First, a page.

Tips for coping with changes in vision

The person will need to work with medical specialists to determine what is causing their vision problems, whether they are permanent, and what tools or treatments will help the most. There are actions the person with vision problems can take to cope with the changes they are experiencing.

They can:

  • Practice turning their head and compensating for the fields where they don’t have sight
  • Mark “on” and “off” switches of items that are used often (like the TV and kitchen appliances) with bright pieces of tape so they can tell when equipment is on or off
  • Make fonts bigger or get large-print books
  • Use brightly coloured writing instruments
  • Take breaks often from activities that rely on eyesight. This is especially important when reading, watching television, or using an electronic device. One great way to keep on top of this is to follow the 20/20/20 rule. They should look up every 20 minutes and focus on something at least 20 feet away for at least 20 seconds
  • Use a magnifying glass
  • Use contrast settings to make an object stand out from the background. For example, use a dark-colored plate for light food, or a light cutting board for prepping dark food
  • Keep surfaces uncluttered to avoid too much visual input. Keep items they use together in the same area. For example, keep keys and wallets together so they don’t have to look in multiple places

For complete vision loss [1]:

  • Use devices that have audible features. This includes timers, clocks, appliances, screen-readers, and mobile apps

Adjusting to vision loss is difficult, and it will take a lot of time, hard work and patience from both of you. There are some additional coping methods and tools available to help you and the person with a brain injury find new ways of completing daily activities.

Learn to use Braille
Braille is a system of raised dots that people can use to read with their fingers. This enables people with vision loss to read and work and learn. It can take awhile to learn, but is an essential skill that is incredibly beneficial.

Use adaptive technology
Technology today has a lot of features that make it accessible to people with vision problems. This includes:

  • Mobile phones and tablets that have voiceover features
  • Described video features for television and film
  • Braille displays and note takers
  • Computers with magnification and screen readers
  • Digital applications designed specifically for the visually impaired

You can learn more about adaptive technology on the CNIB website.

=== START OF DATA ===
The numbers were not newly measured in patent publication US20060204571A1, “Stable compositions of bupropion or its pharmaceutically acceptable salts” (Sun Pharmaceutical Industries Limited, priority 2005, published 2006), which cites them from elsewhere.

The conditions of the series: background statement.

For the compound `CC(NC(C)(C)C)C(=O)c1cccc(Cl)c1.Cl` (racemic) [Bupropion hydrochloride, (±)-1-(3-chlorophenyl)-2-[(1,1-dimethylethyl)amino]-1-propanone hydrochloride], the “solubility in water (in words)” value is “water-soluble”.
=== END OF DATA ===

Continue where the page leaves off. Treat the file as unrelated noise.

Learn more about Tech for Good a digital accessibility program 

Arrange your environment
Where the person with the brain injury lives is where they spend most of their time, it is important that it is set up, so they can complete as many daily activities as independently as possible. While the way they complete tasks may change, the home environment can be altered to make it as easy as possible for them. Some alterations include moving floor obstructions like mats, adding Braille labels to objects, and keeping everything in the same place.

An occupational therapist can help you set up their environment for the person’s needs. Specialists can help by teaching you and the person with a brain injury how to safely complete tasks like cooking meals and cleaning.

Use guiding tools for moving
Many people with vision problems use tools and equipment to help them with walking and travelling. This includes:

CNIB has more information on living with blindness that can be helpful in learning to cope with these changes.

Ask for appropriate online accessibility features
While many organizations are working hard to make sure they are accessible for people with visual deficits, you may come across a website or page that does not have appropriate options. If this happens, you have the right to reach out to the company, organization, or person and ask for appropriate accessibility options for the person with vision problems. The request may not always be met, but it’s important to ask so the website owners are aware of the need for accessible content and resources.

See sources

Disclaimer: There is no shortage of web-based online medical diagnostic tools, self-help or support groups, or sites that make unsubstantiated claims around diagnosis, treatment and recovery. Please note these sources may not be evidence-based, regulated or moderated properly and it is encouraged for individuals to seek advice and recommendations regarding diagnosis, treatment, and symptom management from a regulated healthcare professional such as a physician or nurse practitioner. Individuals should be cautioned about sites that make any of the following statements or claims that:

  • The product or service promises a quick fix
  • Sound too good to be true
  • Are dramatic or sweeping and are not supported by reputable medical and scientific organizations.
  • The use of terminology such as “research is currently underway” or “preliminary research results” which indicate there is no current research.
  • The results or recommendations of a product or treatment are based on a single or small number of case studies and has not been peer-reviewed by external experts
  • Use of testimonials from celebrities or previous clients/patients that are anecdotal and not evidence-based 

Always proceed with caution and with the advice of your medical team.